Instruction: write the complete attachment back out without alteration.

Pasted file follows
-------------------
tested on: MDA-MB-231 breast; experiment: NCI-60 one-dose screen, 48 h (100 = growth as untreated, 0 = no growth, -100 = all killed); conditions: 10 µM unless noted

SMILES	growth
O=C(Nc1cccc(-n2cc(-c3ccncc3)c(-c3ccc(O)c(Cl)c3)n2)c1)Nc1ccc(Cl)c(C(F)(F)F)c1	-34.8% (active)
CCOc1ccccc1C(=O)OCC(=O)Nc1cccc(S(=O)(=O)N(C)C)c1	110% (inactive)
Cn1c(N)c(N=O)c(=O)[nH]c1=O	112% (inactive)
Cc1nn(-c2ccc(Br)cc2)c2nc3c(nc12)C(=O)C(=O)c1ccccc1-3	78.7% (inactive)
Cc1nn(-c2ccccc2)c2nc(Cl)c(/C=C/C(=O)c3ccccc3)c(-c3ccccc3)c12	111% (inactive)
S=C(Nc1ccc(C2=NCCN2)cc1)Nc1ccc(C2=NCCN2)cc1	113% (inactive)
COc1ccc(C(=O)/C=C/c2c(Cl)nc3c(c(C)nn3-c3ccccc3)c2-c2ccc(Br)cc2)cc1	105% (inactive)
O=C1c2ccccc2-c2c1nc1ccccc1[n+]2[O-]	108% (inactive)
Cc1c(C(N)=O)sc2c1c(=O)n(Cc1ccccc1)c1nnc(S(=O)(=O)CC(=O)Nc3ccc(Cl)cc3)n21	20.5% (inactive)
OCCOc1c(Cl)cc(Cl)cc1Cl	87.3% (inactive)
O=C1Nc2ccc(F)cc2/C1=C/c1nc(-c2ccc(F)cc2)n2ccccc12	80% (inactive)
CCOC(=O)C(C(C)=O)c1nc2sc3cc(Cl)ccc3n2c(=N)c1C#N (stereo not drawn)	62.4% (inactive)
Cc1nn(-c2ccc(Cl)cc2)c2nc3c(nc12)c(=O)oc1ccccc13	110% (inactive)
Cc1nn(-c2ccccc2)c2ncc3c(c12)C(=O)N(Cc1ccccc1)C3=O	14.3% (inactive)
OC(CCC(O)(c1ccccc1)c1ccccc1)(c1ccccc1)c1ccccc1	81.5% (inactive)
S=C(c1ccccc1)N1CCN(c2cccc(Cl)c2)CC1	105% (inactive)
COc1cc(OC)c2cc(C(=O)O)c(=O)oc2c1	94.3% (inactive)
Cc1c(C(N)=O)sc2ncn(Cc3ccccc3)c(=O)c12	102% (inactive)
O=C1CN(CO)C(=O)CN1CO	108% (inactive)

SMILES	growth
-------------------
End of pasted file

tested on: MDA-MB-231 breast; experiment: NCI-60 one-dose screen, 48 h (100 = growth as untreated, 0 = no growth, -100 = all killed); conditions: 10 µM unless noted

SMILES	growth
O=C(Nc1cccc(-n2cc(-c3ccncc3)c(-c3ccc(O)c(Cl)c3)n2)c1)Nc1ccc(Cl)c(C(F)(F)F)c1	-34.8% (active)
CCOc1ccccc1C(=O)OCC(=O)Nc1cccc(S(=O)(=O)N(C)C)c1	110% (inactive)
Cn1c(N)c(N=O)c(=O)[nH]c1=O	112% (inactive)
Cc1nn(-c2ccc(Br)cc2)c2nc3c(nc12)C(=O)C(=O)c1ccccc1-3	78.7% (inactive)
Cc1nn(-c2ccccc2)c2nc(Cl)c(/C=C/C(=O)c3ccccc3)c(-c3ccccc3)c12	111% (inactive)
S=C(Nc1ccc(C2=NCCN2)cc1)Nc1ccc(C2=NCCN2)cc1	113% (inactive)
COc1ccc(C(=O)/C=C/c2c(Cl)nc3c(c(C)nn3-c3ccccc3)c2-c2ccc(Br)cc2)cc1	105% (inactive)
O=C1c2ccccc2-c2c1nc1ccccc1[n+]2[O-]	108% (inactive)
Cc1c(C(N)=O)sc2c1c(=O)n(Cc1ccccc1)c1nnc(S(=O)(=O)CC(=O)Nc3ccc(Cl)cc3)n21	20.5% (inactive)
OCCOc1c(Cl)cc(Cl)cc1Cl	87.3% (inactive)
O=C1Nc2ccc(F)cc2/C1=C/c1nc(-c2ccc(F)cc2)n2ccccc12	80% (inactive)
CCOC(=O)C(C(C)=O)c1nc2sc3cc(Cl)ccc3n2c(=N)c1C#N (stereo not drawn)	62.4% (inactive)
Cc1nn(-c2ccc(Cl)cc2)c2nc3c(nc12)c(=O)oc1ccccc13	110% (inactive)
Cc1nn(-c2ccccc2)c2ncc3c(c12)C(=O)N(Cc1ccccc1)C3=O	14.3% (inactive)
OC(CCC(O)(c1ccccc1)c1ccccc1)(c1ccccc1)c1ccccc1	81.5% (inactive)
S=C(c1ccccc1)N1CCN(c2cccc(Cl)c2)CC1	105% (inactive)
COc1cc(OC)c2cc(C(=O)O)c(=O)oc2c1	94.3% (inactive)
Cc1c(C(N)=O)sc2ncn(Cc3ccccc3)c(=O)c12	102% (inactive)
O=C1CN(CO)C(=O)CN1CO	108% (inactive)

SMILES	growth